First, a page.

Fight extreme with extreme!
G’day from Monte Carlo,
Rafael Nadal was at his scintillating best this afternoon against Dominic Thiem, winning 6-0, 6-2 in 67 minutes. I want to focus on one particular part of Nadal’s game – where he stood to return serve.
Look at the picture above of Nadal preparing to return serve.
What do you see?
I see a Spaniard basically in the stands!
Rafa was backed up as FAR as he could possibly go on the expansive center court here in Monte Carlo. His return position was simply absurd. Rafa sets the bar for players in the history of our sport with standing as far back as possible to strike the return.
Why does he do it? Well, here’s my tweet focused on the six benefits.
So, let’s cut to the chase. HOW do you counter it? Here’s a follow-up tweet.
Quite simply, you have got to do SOMETHING to disrupt your opponent – otherwise, you lose. If you play the match on his terms, you lose. If your opponent (Nadal) does something extreme, such as standing back as far as possible, or hits as many forehands all over the court as possible, you lose.
How do you peel him off the back fence when returning on clay in Monte Carlo? Three options (there are probably more) include:
- Hit an underhand serve. (Michael Chang)
- Hit a slow serve and volley (Patrick Rafter)
- Hit a serve then hit a drop shot (Novak Djokovic)
All three options focus on turning Nadal’s ultra-deep return position from a positive into a negative for him.
1. Underhand Serve
Well, first of all, it’s a legal serve. Repeat – legal!
I absolutely didn’t say do it on every serve or in every game for three sets. Doing it just ONCE can throw the curveball into the match you desperately need. Please watch the video below to get a crystal clear understanding of how powerful an underhand serve can be.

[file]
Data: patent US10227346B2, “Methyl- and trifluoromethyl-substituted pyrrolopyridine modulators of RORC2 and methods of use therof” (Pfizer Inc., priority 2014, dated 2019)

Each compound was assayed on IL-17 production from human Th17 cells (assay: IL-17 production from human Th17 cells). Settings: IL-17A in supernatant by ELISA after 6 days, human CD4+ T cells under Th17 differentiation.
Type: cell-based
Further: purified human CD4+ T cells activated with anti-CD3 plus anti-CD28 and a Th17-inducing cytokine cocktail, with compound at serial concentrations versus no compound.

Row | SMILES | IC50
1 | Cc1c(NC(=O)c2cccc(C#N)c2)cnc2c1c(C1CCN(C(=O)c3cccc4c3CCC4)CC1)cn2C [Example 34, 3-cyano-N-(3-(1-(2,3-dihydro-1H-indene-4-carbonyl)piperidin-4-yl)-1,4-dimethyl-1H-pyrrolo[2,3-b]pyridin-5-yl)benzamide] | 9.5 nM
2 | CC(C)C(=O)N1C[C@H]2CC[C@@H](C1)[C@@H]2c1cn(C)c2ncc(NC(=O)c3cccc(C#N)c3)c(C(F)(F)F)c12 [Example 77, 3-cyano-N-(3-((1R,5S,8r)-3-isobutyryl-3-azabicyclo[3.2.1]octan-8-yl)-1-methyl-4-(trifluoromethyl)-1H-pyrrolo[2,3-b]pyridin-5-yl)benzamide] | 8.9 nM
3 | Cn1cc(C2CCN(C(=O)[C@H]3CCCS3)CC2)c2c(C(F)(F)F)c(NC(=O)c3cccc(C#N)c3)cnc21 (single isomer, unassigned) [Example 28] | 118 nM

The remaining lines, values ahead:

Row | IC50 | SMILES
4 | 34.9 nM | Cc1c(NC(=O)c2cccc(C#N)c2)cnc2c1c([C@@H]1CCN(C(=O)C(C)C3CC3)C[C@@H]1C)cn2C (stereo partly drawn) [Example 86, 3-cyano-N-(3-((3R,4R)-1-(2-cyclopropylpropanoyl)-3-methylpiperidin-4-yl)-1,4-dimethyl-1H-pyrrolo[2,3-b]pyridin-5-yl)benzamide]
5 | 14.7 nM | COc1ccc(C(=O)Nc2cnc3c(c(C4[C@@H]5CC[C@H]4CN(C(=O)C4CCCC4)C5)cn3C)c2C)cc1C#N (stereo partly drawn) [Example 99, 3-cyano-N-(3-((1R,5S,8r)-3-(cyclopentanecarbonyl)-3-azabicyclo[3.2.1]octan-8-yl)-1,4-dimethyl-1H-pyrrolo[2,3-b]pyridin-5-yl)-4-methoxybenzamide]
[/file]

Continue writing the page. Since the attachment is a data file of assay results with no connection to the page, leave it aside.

The focus is actually not on the underhand serve. It’s how it affects the opponent’s mind and how they will react to it on the next point or points. Thiem needed to drag Nadal away from the back fence to return serve. He needed to get into his mind and disrupt it. The LEGAL underarm serve could have been the disruptor he desperately needed.
So, should you practice it? Please consider the following comments from former World No. 7, Tim Mayotte.
Excellent comments Tim! 👌
2. Slow Serve & Volley
Once again, it’s somewhat ridiculous that I need to preface these comments with this disclaimer, but I will.
You. Don’t. Need. To. Do. It. All. The. Time.
The slow serve and volley is vastly superior to the normal serve and volley in this instance because Nadal wants and expects power – that’s why he is standing half-way to Neptune to return serve. Why give him what he craves? A slow serve and volley would have made Rafa hit a low return around his knees and provided Thiem more time to get closer to the net for his first volley.
Do it once a match, or once a set, or once a game if needed… Do it as much as you feel you need to do it to make Nadal uncomfortable with his return position. Mission accomplished. 🚀
3. Serve and Drop Shot
This is probably the easiest of the three alternatives. Crack a normal serve, let Rafa stand back as far as he wants to return, and if Thiem gets a ball that allows him to hit a drop shot, then do so! It’s just plain common sense. If Rafa is going to stand that far back, give him the opposite. The goal is not necessarily to even win these points. The goal is to make him move up closer to a normal return position on the following points – out of his comfort zone.
If you think DISRUPTING tactics don’t work against Rafael Nadal, think again…
I was part of Dustin Brown’s coaching team (with Scott Wittenberg and Malta Stropp) at Wimbledon in 2015 when Dustin defeated Rafa in four sets on Centre Court. Dustin did an amazing job of disrupting Rafa’s normal patterns with:
- Drop shot returns
- Two first serves
- Constant serve and volley
- Return approaches
- Significant changes in power and spin
Rafa bent to Dustin’s will – not the other way around. Check out this short video. The most fun I have ever had at a tennis match -EVER!
If the opponent is giving you something extreme, like Rafa loves to do on clay with his deep return position, then it’s only logical to counter it with something extreme.
ALSO… think about this rationale. Is it perfectly acceptable to hit a drop shot with a forehand groundstroke? Yes. What about from a backhand groundstroke? Yes. What about with a serve? We have been shamed into not doing it – but the rulebook says we can. Get over yourself and indulge!
Oh, and what about Roger Federer with his seemingly illicit SABR (sneaky attack by Roger). Did his opponents like his half-volley return approach strategy? No. Did it work? You bet it did!
Don’t be embarrassed or afraid to do something outside the norm, especially against an opponent who is doing something outside the norm to begin with.
All is fair in love and war 🗡 🛡